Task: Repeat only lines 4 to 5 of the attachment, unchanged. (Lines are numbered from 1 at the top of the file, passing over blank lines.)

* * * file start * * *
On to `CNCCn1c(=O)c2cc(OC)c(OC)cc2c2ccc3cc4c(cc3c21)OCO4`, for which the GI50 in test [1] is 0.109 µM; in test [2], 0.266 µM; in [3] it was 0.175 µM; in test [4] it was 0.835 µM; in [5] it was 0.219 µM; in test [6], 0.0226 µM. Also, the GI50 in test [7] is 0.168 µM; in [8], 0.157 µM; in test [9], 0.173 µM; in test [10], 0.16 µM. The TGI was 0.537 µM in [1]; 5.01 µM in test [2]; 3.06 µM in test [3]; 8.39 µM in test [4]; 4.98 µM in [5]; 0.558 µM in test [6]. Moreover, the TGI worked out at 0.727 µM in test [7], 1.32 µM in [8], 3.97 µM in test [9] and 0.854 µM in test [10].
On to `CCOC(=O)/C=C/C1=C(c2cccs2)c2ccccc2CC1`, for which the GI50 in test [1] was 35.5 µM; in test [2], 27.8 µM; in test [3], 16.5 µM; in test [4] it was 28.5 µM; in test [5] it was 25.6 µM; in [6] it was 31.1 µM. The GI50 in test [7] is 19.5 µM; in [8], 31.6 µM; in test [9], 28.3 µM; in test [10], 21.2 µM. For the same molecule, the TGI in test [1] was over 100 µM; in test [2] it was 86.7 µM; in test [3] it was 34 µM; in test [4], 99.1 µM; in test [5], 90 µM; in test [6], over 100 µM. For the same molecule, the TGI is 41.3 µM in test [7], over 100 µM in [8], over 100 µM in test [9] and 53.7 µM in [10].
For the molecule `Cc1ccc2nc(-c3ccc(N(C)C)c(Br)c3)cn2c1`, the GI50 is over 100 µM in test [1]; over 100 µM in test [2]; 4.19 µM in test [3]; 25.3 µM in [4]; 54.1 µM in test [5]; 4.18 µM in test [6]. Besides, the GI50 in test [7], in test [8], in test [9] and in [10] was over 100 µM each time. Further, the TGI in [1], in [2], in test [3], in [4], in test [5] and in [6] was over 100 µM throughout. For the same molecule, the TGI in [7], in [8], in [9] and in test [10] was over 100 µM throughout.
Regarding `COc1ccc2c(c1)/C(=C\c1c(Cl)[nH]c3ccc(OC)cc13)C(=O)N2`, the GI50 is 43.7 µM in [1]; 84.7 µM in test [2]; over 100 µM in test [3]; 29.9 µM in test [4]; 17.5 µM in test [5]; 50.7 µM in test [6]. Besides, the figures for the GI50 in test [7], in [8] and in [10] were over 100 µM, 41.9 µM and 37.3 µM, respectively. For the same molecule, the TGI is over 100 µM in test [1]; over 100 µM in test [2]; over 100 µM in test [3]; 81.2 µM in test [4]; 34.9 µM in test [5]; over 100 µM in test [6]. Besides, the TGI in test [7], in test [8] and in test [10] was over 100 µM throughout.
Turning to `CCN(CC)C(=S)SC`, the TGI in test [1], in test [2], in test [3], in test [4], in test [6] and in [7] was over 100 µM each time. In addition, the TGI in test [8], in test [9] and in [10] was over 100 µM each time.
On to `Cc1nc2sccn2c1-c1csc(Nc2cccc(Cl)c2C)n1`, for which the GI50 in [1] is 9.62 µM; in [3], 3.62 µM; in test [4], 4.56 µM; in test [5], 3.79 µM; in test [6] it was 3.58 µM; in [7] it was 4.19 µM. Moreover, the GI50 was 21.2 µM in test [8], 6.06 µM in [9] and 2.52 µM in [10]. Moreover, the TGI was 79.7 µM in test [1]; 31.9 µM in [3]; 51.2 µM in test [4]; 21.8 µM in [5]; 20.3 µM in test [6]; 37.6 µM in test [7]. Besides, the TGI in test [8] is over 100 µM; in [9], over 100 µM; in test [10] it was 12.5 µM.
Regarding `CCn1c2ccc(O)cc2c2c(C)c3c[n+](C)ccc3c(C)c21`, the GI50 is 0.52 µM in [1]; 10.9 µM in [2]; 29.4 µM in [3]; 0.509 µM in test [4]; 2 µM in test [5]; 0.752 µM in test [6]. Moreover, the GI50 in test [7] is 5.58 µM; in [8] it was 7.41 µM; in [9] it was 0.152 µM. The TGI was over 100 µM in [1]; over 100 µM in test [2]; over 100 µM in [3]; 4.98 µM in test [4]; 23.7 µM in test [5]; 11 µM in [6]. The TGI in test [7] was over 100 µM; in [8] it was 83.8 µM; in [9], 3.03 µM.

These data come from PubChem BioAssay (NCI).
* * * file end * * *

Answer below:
Regarding `COc1ccc2c(c1)/C(=C\c1c(Cl)[nH]c3ccc(OC)cc13)C(=O)N2`, the GI50 is 43.7 µM in [1]; 84.7 µM in test [2]; over 100 µM in test [3]; 29.9 µM in test [4]; 17.5 µM in test [5]; 50.7 µM in test [6]. Besides, the figures for the GI50 in test [7], in [8] and in [10] were over 100 µM, 41.9 µM and 37.3 µM, respectively. For the same molecule, the TGI is over 100 µM in test [1]; over 100 µM in test [2]; over 100 µM in test [3]; 81.2 µM in test [4]; 34.9 µM in test [5]; over 100 µM in test [6]. Besides, the TGI in test [7], in test [8] and in test [10] was over 100 µM throughout.
Turning to `CCN(CC)C(=S)SC`, the TGI in test [1], in test [2], in test [3], in test [4], in test [6] and in [7] was over 100 µM each time. In addition, the TGI in test [8], in test [9] and in [10] was over 100 µM each time.